State health officials are bracing for confusion as they manage expectations about coronavirus boosters that President Biden announced last month would be widely available to adults this week.

The two federal agencies that determine who should get a booster – the Food and Drug Administration and Centers for Disease Control and Prevention – are not expected to issue decisions until later this week. But in last month’s announcement, Biden and his top health advisers set the week of Sept. 20 as the start for a booster rollout that would make third shots available to adults eight months after completing their original two-shot regimen.

Even though federal officials emphasized that the plan required FDA and CDC approval, specifying a date has meant “the expectation has been set by the administration that we now have to manage,” said Michael Fraser, executive director of the Association of State and Territorial Health Officials.

“It puts the states in a difficult position,” Fraser said in an interview Saturday.

During a call Friday, state health officials spoke of the “difficulty in messaging, difficulty in telling people to be patient yet again – yet another challenging and confusing message that doesn’t universally apply,” Fraser said.

Some states, such as Virginia, anticipating the interest in boosters, have posted online notices urging residents to be patient and to wait for further guidance once final recommendations have been provided by the federal government.

In some states, “there will be the expectation that there will be boosters” on Monday, said Anne Zink, Alaska’s chief medical officer.

“We’ve been trying to message for the past few weeks that we really need to wait on the FDA and CDC,” Zink said in an interview Sunday. “But as we’ve all experienced, this pandemic messaging can be challenging, and our platform is definitely not as big as the White House’s.”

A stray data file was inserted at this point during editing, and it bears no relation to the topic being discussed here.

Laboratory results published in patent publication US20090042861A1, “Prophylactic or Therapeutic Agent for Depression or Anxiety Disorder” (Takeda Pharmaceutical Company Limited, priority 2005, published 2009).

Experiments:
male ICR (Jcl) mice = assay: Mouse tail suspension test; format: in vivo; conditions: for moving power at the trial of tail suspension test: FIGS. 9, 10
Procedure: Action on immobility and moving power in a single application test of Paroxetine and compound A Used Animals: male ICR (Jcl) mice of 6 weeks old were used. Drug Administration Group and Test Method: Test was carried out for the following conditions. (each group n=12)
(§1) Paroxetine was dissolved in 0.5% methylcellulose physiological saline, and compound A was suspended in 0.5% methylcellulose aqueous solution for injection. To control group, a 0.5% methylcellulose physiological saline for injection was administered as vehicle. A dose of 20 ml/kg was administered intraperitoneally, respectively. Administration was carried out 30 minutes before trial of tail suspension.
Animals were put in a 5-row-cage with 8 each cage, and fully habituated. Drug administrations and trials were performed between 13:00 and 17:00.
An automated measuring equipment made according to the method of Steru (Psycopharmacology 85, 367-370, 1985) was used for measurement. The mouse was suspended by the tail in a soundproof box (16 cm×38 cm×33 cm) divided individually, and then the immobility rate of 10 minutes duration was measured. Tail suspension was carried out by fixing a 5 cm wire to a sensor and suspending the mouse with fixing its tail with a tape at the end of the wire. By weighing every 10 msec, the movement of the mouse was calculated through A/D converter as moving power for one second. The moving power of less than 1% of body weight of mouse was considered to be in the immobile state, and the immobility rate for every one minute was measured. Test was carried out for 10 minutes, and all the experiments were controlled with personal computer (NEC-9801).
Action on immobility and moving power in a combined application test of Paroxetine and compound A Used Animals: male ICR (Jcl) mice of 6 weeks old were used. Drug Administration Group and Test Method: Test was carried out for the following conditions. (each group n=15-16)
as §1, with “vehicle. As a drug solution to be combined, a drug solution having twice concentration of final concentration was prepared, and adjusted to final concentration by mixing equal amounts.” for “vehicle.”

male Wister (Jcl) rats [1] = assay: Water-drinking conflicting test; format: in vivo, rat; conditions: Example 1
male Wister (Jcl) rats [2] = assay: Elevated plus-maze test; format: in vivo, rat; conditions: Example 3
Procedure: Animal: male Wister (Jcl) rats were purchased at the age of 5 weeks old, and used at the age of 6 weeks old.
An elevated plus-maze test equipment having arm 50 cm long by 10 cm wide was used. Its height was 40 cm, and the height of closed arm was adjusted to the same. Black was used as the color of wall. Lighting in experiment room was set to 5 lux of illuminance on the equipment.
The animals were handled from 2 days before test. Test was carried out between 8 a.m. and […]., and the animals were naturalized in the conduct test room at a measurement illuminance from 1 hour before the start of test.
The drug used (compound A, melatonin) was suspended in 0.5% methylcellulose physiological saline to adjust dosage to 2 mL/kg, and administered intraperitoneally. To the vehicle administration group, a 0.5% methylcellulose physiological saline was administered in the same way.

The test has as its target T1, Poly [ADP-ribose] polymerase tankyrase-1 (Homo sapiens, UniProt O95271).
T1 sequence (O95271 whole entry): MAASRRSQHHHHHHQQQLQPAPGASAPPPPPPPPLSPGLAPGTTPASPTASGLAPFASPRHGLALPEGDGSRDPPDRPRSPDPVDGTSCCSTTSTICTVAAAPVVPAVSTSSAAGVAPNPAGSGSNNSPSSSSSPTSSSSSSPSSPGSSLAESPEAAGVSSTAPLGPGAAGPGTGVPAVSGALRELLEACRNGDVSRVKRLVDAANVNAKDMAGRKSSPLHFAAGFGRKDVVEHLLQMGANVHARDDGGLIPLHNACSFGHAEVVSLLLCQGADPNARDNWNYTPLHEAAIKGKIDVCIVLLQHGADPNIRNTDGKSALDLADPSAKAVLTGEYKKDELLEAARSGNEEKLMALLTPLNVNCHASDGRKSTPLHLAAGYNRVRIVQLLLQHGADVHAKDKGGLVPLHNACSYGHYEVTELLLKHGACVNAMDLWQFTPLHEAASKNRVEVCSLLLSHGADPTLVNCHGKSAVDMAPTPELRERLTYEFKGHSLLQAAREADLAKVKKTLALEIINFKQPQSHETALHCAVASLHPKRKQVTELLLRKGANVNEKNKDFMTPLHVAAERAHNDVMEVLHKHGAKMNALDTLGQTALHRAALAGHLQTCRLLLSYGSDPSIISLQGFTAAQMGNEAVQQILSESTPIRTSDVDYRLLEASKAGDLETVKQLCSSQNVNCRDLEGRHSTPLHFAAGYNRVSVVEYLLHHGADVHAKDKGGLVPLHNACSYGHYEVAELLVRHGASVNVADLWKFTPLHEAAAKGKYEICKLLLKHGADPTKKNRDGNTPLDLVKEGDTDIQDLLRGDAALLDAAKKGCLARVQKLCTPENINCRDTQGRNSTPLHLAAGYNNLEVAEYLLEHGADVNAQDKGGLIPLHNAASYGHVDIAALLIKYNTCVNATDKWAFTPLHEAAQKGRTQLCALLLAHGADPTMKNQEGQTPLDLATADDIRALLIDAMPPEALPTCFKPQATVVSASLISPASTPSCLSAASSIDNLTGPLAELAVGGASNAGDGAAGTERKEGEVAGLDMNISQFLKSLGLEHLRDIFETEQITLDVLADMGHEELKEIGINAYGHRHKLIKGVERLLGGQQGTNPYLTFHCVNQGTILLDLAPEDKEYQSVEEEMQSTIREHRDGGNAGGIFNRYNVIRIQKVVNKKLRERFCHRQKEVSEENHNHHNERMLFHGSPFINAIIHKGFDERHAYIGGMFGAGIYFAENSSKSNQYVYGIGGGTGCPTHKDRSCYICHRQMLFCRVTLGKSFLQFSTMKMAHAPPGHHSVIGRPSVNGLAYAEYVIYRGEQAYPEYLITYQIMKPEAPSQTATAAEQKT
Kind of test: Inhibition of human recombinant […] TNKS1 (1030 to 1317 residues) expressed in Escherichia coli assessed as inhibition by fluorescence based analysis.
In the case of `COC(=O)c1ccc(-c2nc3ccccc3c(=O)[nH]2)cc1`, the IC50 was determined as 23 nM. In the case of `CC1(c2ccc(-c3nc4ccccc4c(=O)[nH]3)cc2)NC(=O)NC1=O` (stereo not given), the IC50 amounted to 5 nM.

In parts of the Northeast, in states with large elderly populations and high demand for boosters, “we just need to be ready for an operational plan” if the CDC advisory committee endorses a third Pfizer dose, said Nirav Shah, director of Maine’s Center for Disease Control and Prevention. He said highly motivated health-care consumers have been emailing him about when and where they can get a booster.

On Friday, an FDA advisory panel voted to recommend that the agency authorize a booster shot of the Pfizer-BioNTech coronavirus vaccine for people 65 years and older and for anyone at risk for severe illness six months after completing the original two-shot regimen. The recommendation was far narrower than what top officials in the Biden administration had wanted. The panel decided there isn’t enough evidence of the need or benefit for a broader population to receive booster shots.

The panel’s recommendation is not binding, and the FDA is expected to announce a decision within days. Following that, the CDC’s Advisory Committee on Immunization Practices is scheduled to meet Wednesday and Thursday to make further recommendations on who should get a third Pfizer shot.

The focus on a Pfizer booster presents real-world challenges for front-line health officials. About 81 million people have received shots made by Moderna and Johnson & Johnson, but their eligibility for a booster was not addressed during the FDA advisory committee meeting and may not be decided for weeks.